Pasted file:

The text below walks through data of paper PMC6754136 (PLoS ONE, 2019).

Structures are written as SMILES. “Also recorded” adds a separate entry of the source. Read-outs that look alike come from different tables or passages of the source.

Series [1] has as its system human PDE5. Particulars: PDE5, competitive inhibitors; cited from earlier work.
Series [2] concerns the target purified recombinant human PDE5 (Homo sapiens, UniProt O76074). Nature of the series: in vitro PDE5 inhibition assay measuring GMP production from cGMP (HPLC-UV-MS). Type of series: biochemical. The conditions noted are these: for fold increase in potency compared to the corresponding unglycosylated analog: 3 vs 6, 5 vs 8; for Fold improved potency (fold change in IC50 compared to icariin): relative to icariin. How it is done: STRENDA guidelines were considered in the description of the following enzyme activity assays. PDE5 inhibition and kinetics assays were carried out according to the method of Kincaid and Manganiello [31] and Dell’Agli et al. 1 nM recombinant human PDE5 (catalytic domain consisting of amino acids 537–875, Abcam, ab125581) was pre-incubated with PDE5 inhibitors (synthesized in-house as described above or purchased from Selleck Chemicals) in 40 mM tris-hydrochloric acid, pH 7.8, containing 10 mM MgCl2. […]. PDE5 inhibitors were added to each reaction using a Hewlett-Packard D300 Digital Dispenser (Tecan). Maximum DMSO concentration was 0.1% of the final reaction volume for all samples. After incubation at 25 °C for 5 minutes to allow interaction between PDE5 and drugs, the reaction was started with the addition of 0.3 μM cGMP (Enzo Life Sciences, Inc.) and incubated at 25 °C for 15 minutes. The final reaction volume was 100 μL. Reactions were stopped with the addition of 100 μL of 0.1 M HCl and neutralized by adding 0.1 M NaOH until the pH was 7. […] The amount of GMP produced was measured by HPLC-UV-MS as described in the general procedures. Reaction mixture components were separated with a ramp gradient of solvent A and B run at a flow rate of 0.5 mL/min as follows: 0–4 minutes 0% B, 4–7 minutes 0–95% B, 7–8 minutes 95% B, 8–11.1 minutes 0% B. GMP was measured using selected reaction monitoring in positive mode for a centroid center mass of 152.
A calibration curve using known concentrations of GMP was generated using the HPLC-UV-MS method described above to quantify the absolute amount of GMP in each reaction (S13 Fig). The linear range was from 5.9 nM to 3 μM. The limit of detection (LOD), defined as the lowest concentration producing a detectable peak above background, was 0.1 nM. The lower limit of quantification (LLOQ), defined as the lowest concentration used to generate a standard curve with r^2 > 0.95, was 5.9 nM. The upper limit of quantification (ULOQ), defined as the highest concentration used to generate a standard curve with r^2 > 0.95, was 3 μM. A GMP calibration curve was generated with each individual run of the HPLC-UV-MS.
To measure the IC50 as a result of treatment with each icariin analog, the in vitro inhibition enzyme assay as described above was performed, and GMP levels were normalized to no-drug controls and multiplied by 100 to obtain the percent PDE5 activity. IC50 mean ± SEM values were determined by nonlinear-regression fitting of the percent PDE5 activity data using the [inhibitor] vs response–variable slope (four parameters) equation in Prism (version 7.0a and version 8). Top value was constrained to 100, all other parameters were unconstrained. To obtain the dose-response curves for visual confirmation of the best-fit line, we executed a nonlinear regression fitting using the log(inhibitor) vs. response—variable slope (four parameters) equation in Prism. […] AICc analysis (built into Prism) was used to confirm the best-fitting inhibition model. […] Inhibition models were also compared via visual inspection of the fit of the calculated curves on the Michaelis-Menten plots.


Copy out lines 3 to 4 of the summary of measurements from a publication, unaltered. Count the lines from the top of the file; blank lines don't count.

Series [1] has as its system human PDE5. Particulars: PDE5, competitive inhibitors; cited from earlier work.
Series [2] concerns the target purified recombinant human PDE5 (Homo sapiens, UniProt O76074). Nature of the series: in vitro PDE5 inhibition assay measuring GMP production from cGMP (HPLC-UV-MS). Type of series: biochemical. The conditions noted are these: for fold increase in potency compared to the corresponding unglycosylated analog: 3 vs 6, 5 vs 8; for Fold improved potency (fold change in IC50 compared to icariin): relative to icariin. How it is done: STRENDA guidelines were considered in the description of the following enzyme activity assays. PDE5 inhibition and kinetics assays were carried out according to the method of Kincaid and Manganiello [31] and Dell’Agli et al. 1 nM recombinant human PDE5 (catalytic domain consisting of amino acids 537–875, Abcam, ab125581) was pre-incubated with PDE5 inhibitors (synthesized in-house as described above or purchased from Selleck Chemicals) in 40 mM tris-hydrochloric acid, pH 7.8, containing 10 mM MgCl2. […]. PDE5 inhibitors were added to each reaction using a Hewlett-Packard D300 Digital Dispenser (Tecan). Maximum DMSO concentration was 0.1% of the final reaction volume for all samples. After incubation at 25 °C for 5 minutes to allow interaction between PDE5 and drugs, the reaction was started with the addition of 0.3 μM cGMP (Enzo Life Sciences, Inc.) and incubated at 25 °C for 15 minutes. The final reaction volume was 100 μL. Reactions were stopped with the addition of 100 μL of 0.1 M HCl and neutralized by adding 0.1 M NaOH until the pH was 7. […] The amount of GMP produced was measured by HPLC-UV-MS as described in the general procedures. Reaction mixture components were separated with a ramp gradient of solvent A and B run at a flow rate of 0.5 mL/min as follows: 0–4 minutes 0% B, 4–7 minutes 0–95% B, 7–8 minutes 95% B, 8–11.1 minutes 0% B. GMP was measured using selected reaction monitoring in positive mode for a centroid center mass of 152.